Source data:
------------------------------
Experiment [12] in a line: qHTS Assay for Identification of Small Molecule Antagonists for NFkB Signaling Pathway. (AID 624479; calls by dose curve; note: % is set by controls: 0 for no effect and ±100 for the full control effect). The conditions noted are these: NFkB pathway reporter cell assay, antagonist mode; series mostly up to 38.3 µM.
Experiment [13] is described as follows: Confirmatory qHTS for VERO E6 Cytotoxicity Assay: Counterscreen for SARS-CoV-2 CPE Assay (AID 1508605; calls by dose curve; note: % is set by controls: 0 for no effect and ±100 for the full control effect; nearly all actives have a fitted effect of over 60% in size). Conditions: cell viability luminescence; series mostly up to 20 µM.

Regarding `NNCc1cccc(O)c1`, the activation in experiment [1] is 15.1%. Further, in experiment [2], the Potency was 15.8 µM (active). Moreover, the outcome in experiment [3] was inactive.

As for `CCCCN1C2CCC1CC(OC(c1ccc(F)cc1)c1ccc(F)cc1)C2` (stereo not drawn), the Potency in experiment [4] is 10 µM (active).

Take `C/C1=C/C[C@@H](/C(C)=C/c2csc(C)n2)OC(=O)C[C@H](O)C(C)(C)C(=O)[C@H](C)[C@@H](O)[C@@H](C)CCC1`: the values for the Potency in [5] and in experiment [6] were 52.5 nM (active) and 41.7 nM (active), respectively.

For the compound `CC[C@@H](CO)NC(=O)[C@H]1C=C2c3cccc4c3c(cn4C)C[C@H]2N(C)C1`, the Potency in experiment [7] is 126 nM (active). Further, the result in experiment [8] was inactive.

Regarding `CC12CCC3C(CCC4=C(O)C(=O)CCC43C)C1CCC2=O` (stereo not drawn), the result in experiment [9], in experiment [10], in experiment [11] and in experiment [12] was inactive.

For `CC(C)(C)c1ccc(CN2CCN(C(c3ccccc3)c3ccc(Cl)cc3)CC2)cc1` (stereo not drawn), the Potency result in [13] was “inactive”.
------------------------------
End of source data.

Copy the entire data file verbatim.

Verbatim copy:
Experiment [12] in a line: qHTS Assay for Identification of Small Molecule Antagonists for NFkB Signaling Pathway. (AID 624479; calls by dose curve; note: % is set by controls: 0 for no effect and ±100 for the full control effect). The conditions noted are these: NFkB pathway reporter cell assay, antagonist mode; series mostly up to 38.3 µM.
Experiment [13] is described as follows: Confirmatory qHTS for VERO E6 Cytotoxicity Assay: Counterscreen for SARS-CoV-2 CPE Assay (AID 1508605; calls by dose curve; note: % is set by controls: 0 for no effect and ±100 for the full control effect; nearly all actives have a fitted effect of over 60% in size). Conditions: cell viability luminescence; series mostly up to 20 µM.

Regarding `NNCc1cccc(O)c1`, the activation in experiment [1] is 15.1%. Further, in experiment [2], the Potency was 15.8 µM (active). Moreover, the outcome in experiment [3] was inactive.

As for `CCCCN1C2CCC1CC(OC(c1ccc(F)cc1)c1ccc(F)cc1)C2` (stereo not drawn), the Potency in experiment [4] is 10 µM (active).

Take `C/C1=C/C[C@@H](/C(C)=C/c2csc(C)n2)OC(=O)C[C@H](O)C(C)(C)C(=O)[C@H](C)[C@@H](O)[C@@H](C)CCC1`: the values for the Potency in [5] and in experiment [6] were 52.5 nM (active) and 41.7 nM (active), respectively.

For the compound `CC[C@@H](CO)NC(=O)[C@H]1C=C2c3cccc4c3c(cn4C)C[C@H]2N(C)C1`, the Potency in experiment [7] is 126 nM (active). Further, the result in experiment [8] was inactive.

Regarding `CC12CCC3C(CCC4=C(O)C(=O)CCC43C)C1CCC2=O` (stereo not drawn), the result in experiment [9], in experiment [10], in experiment [11] and in experiment [12] was inactive.

For `CC(C)(C)c1ccc(CN2CCN(C(c3ccccc3)c3ccc(Cl)cc3)CC2)cc1` (stereo not drawn), the Potency result in [13] was “inactive”.